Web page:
Bank Dividend, Buyback Mania Irks Analyst

NEW YORK ( TheStreet) -- Banking sector investors, analysts and managements are taking their eye off the ball by focusing on "accounting tricks" and capital returns to shareholders instead of sales growth and margin expansion, according to outspoken bank stock analyst Dick Bove of Rafferty Capital Markets.

Bove shared his thoughts in an interview late Tuesday after listening to a handful of company presentations at a financial services industry conference hosted by Citigroup ( C).

With the exception of Wells Fargo ( WFC), which he upgraded to "buy" from "hold" on Tuesday, "nobody was really talking about expanding the businesses," Bove said. "It was all about how much capital can you return. What the hell is that all about? Doesn't anybody think that the banking business has any future whatsoever--that all they want to do is get a high dividend and stock buybacks? It's kind of discouraging when you hear that," Bove said.

Investors and analysts are heavily focused on buybacks and dividends ahead of Thursday's release of 2013 stress tests on the largest 19 U.S. bank holding companies. On March 14, the regulator will release the results of the 2013 Comprehensive Analysis and Review (CCAR), which applies the stress tests to the large banks' 2013 capital plans. Banks that receive regulatory permission to do so are expected to announce a flurry of dividend hikes and buyback authorizations on or shortly after that date.

But capital returns to shareholders have little to do "with running a business and trying to make inroads," Bove argues. "I know people want Apple ( AAPL) to pay back its cash now, but aren't people supposed to be interested in what you're selling, how many you're gonna sell of it, and what the margins are? That's what was so different about Wells Fargo versus multiple other presentations, because that's what Wells Fargo talked about: these are the products we're selling, these are the markets we're penetrating, these are the margins we expect to get on these products because we're cutting our expenses."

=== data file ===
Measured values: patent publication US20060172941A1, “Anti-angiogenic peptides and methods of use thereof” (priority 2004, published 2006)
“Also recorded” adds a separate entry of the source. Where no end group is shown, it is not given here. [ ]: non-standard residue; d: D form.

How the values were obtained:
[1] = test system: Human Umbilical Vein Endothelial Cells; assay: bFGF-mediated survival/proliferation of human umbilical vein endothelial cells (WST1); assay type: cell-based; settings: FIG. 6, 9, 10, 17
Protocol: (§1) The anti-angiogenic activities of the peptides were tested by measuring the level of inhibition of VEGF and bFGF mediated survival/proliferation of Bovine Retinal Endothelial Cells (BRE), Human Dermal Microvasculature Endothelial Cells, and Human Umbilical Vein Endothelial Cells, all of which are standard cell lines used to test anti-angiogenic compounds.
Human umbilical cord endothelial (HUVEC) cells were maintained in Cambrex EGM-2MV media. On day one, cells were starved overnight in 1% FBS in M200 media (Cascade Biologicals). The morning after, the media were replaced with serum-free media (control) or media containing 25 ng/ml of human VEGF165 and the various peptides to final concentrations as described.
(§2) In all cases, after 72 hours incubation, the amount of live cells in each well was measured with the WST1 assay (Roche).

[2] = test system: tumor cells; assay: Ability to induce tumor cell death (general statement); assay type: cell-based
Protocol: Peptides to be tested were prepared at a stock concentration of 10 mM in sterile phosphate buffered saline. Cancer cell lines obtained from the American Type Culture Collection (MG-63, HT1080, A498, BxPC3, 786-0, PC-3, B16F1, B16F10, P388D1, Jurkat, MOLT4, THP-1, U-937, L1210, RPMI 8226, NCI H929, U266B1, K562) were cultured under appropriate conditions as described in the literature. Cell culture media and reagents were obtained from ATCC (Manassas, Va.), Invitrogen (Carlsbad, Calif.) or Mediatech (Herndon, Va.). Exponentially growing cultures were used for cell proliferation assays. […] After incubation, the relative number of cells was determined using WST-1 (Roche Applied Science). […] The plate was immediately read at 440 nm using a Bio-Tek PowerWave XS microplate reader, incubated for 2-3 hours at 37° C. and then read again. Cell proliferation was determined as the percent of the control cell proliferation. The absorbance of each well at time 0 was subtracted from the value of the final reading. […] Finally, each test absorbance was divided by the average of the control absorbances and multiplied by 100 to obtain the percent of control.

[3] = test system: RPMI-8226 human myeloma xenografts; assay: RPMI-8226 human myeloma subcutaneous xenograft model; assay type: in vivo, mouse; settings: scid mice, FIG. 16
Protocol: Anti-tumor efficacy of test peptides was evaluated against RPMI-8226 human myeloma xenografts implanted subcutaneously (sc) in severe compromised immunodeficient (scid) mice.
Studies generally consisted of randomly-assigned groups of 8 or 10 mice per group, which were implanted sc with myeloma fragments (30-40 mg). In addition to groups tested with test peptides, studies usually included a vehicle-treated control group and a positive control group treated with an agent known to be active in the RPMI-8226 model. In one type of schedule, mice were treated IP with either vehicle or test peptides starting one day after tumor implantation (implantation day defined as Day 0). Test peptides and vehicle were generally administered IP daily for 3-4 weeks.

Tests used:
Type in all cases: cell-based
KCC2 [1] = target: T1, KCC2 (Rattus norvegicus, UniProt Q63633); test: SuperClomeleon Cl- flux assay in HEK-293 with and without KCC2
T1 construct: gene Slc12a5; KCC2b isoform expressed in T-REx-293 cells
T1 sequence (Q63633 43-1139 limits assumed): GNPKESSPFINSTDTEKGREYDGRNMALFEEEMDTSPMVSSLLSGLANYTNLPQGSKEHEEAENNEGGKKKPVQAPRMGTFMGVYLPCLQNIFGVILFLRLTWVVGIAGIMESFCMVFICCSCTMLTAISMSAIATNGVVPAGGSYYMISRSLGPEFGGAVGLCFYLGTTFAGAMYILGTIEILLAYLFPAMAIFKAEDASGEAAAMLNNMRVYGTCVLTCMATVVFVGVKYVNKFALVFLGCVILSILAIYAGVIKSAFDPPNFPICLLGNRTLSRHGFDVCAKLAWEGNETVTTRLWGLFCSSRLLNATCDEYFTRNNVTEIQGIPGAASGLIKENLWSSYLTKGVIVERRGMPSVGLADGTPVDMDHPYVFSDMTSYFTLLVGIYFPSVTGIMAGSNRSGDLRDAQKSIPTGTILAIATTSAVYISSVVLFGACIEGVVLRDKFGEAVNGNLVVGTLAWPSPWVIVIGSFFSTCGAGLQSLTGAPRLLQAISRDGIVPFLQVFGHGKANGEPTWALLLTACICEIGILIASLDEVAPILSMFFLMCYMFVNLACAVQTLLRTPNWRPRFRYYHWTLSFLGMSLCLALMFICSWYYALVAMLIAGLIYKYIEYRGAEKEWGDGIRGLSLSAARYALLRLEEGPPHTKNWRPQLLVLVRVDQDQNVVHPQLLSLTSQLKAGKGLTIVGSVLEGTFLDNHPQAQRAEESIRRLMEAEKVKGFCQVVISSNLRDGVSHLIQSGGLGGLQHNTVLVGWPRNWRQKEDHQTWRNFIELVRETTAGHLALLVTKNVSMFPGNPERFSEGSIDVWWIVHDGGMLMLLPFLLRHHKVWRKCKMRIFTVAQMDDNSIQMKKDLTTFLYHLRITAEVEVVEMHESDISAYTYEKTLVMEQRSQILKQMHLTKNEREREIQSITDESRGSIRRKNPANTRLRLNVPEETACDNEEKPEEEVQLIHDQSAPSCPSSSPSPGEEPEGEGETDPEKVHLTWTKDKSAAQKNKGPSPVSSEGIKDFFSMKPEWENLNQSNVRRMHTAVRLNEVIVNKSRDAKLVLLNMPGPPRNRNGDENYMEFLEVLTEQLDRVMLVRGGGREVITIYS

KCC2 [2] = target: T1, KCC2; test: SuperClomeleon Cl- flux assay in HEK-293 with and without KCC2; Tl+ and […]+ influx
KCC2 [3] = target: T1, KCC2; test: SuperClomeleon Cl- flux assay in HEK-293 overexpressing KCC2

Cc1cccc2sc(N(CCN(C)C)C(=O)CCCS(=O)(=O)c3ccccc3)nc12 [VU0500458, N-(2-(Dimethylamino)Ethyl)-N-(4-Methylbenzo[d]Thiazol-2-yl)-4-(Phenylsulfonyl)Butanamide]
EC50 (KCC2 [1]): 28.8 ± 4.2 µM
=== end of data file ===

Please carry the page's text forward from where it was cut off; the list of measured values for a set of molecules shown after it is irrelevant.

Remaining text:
Bove sees Wells Fargo "stealing market share from everyone." He cites Bank of America ( BAC) in particular as a victim of Wells Fargo's growth. He says Wells Fargo's market lead in small business lending and number two position in deposits both came at the expense of the Charlotte-based rival.

By contrast, Bove says JPMorgan Chase ( JPM) and Citigroup ( C) management appeared to show little interest in discussing how they were improving their businesses, when they spoke on Tuesday. "They're interested in ROTCE and they're interested in the difference between ROTCE and ROA and ROE and what are you going to do about deferred tax assets--DTAs. This is not running a business. This is playing accounting games. Stocks don't go up because people can play accounting games. They go up because the company sells more widgets at higher prices, and there was none of that in the JPMorgan thing. There was virtually none of that in the Citigroup thing. Nobody seems to see this industry as one which has potential to grow because it has attractive products that are going to be sold at increasing rates over long periods of time, which by the way it is. Money is not going to go out of style."

Despite his unhappiness with JPMorgan and Citigroup's presentations Tuesday, Bove continues to recommend both stocks. He argues Citigroup is cheap in terms of valuation, even though he is "not impressed by the business plan at this moment." He also sees JPMorgan growing due to competitive advantages, though he believes management needs to do a better job of shifting questions "from accounting discussions to more important aspects of the business."

Another company that impressed Bove on Tuesday was SunTrust ( STI).

"The big argument against owning bank stocks is that assets and capital are overstated, but what SunTrust showed is everything is actually understated. Every time SunTrust sells a distressed asset it sells it at a profit," he said.

-- Written by Dan Freed in New York.

Disclosure: TheStreet's editorial policy prohibits staff editors, reporters and analysts from holding positions in any individual stocks.

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